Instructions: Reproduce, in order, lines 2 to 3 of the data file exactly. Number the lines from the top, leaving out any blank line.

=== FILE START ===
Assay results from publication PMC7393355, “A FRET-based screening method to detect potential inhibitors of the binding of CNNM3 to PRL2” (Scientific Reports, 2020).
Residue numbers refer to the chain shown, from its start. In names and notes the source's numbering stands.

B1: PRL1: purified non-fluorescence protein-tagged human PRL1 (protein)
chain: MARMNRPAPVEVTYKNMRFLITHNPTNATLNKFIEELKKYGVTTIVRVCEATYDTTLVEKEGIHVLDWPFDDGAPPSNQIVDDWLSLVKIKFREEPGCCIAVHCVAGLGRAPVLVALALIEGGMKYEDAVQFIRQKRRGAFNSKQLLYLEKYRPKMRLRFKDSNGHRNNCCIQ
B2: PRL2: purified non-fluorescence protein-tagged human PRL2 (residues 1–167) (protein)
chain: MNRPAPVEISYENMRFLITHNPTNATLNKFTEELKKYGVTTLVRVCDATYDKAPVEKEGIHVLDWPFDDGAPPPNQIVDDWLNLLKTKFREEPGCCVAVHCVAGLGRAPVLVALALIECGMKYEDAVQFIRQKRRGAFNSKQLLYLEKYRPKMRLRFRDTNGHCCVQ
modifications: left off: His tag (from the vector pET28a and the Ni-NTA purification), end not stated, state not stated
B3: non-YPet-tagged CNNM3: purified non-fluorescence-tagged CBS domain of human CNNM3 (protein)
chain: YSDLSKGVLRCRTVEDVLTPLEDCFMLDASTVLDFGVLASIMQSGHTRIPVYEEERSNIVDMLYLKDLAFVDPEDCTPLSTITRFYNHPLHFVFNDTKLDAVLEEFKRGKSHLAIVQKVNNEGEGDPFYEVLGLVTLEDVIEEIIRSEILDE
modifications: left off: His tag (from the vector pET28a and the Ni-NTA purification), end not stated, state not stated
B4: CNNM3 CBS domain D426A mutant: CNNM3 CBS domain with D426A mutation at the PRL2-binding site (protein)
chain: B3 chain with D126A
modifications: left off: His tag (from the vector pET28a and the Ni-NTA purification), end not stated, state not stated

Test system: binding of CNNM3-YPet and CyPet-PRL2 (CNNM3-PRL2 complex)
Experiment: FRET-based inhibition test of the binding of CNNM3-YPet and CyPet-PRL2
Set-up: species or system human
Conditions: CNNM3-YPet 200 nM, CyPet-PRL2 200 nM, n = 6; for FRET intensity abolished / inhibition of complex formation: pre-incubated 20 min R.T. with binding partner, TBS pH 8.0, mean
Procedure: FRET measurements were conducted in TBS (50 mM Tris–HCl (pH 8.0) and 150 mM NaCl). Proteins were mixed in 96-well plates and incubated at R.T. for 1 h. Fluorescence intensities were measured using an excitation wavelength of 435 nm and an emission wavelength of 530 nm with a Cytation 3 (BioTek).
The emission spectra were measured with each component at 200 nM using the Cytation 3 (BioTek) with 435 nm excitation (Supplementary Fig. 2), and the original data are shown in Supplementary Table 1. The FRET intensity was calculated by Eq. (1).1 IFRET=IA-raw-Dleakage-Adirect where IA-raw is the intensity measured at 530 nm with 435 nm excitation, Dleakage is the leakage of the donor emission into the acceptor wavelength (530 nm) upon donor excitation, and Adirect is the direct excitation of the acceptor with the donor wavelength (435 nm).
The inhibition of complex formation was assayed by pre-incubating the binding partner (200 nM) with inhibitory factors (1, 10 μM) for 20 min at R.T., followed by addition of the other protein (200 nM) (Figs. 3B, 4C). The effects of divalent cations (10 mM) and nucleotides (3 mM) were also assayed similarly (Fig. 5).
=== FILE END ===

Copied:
Residue numbers refer to the chain shown, from its start. In names and notes the source's numbering stands.

B1: PRL1: purified non-fluorescence protein-tagged human PRL1 (protein)